Education vs. Video games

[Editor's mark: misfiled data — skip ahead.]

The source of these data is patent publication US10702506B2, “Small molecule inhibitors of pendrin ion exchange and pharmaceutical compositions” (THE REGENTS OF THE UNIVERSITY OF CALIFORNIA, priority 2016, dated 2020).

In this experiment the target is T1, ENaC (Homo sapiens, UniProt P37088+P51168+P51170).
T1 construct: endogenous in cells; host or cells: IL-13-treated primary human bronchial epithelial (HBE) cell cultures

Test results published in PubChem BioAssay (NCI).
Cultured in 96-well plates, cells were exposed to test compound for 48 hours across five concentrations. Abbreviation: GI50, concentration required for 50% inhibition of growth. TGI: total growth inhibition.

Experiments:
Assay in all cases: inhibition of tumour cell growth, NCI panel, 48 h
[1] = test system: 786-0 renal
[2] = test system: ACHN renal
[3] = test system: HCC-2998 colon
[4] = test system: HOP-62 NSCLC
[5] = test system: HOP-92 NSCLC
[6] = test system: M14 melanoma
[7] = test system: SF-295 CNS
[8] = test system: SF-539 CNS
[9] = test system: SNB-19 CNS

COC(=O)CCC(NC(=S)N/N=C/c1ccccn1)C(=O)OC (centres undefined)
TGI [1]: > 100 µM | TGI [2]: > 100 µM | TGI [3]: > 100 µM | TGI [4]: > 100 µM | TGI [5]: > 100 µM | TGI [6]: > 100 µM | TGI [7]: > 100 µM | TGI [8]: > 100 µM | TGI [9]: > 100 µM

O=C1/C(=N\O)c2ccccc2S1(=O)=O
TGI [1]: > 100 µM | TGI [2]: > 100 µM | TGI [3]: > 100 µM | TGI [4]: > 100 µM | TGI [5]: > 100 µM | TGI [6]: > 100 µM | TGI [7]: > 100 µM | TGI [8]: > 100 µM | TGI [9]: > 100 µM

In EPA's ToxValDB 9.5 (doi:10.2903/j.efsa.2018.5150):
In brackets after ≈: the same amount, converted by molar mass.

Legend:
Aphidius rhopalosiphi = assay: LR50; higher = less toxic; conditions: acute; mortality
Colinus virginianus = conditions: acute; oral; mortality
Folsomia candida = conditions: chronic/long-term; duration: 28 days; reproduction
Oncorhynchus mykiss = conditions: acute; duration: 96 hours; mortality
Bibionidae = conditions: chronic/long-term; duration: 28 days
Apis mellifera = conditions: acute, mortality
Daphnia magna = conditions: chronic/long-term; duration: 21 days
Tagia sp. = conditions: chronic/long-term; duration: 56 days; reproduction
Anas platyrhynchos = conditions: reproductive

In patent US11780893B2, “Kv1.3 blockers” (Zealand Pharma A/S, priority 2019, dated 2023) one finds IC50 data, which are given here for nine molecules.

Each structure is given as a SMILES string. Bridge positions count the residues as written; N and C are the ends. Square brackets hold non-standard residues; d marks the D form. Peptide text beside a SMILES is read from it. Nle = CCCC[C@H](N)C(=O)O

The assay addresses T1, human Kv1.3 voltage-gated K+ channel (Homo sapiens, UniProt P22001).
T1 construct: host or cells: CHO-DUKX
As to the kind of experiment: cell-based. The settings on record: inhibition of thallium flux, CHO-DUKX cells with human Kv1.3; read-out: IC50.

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From the time a young boy gets into middle school, video games and school virtually instantly become bitter rivals. Reading and writing recreationally at a potential level could be on an amazing tool for gaining reading comprehension, spelling, and even language development, but that can only go so far. Motivation and “attention-getters” are what most students struggle with and when sat down with an encyclopedia and an ink pen, distractions become a necessity. But when they sit in front of the big-screen killing drug dealers with an AK-47, they know all of the ins-and-outs of that video game, at the same time; the book is still waiting to be read. Students have to be taught in a way that allows them to embrace learning and video games together. To most junior high students, reading is a drag, reading to them is a meaningless a waste of time. If students could be stimulated in the way video games stimulate them, the education industry would have a whole new arsenal of teaching mechanics. According to Use of Video Games (2007), John Kirriemuir and Angela McFarlane actually had a survey on how using video games is “pure” way to intrigue students with learning with outstanding results. Having an education is a must for today’s society; most fast food joints will not hire anyone with an education for an upper position. Video games are so in-depth and the plots are so detailed, the players are learning more about how to set up a battle strategy than how to set up an equation in a math class. If dropout rates continue increasing, our hope for a bright future will surely dwindle. If this epidemic continues to spread, laziness and lethargy will soon be the only “monkey on our backs” and life will commence operation ‘shut-down’. From yea... ... middle of paper ... ...n to climb. If sensible individuals find a way to convert the masses to an intensive, time efficient learning machine, the hopes and worries of everyday citizens will soon dissipate. Works Cited - Kirriemuir, JK, McFarlane, A, (2003) Use of Computer and Video Games in the Classroom. Proceedings of the Level Up Digital Games Research Conference, Universiteit Utrecht, Netherlands. Electronically Received May 17, 2010, from http://www.silversprite.com/ - Oak, M, (2000). Positive Effects of Video Games. Buzzle.com. Electronically Retrieved May 17, 2010, from http://www.buzzle.com/articles/positive-effects-of-video-games.html - Ferrer, P. The Impact of Video Games on Society. Helium. Electronically Retrieved May 17, 2010, from http://www.helium.com/items/1230702-bad-effects-of-video-games-impacts-of-video-games-in-the-society-negative-effects-of-video-games

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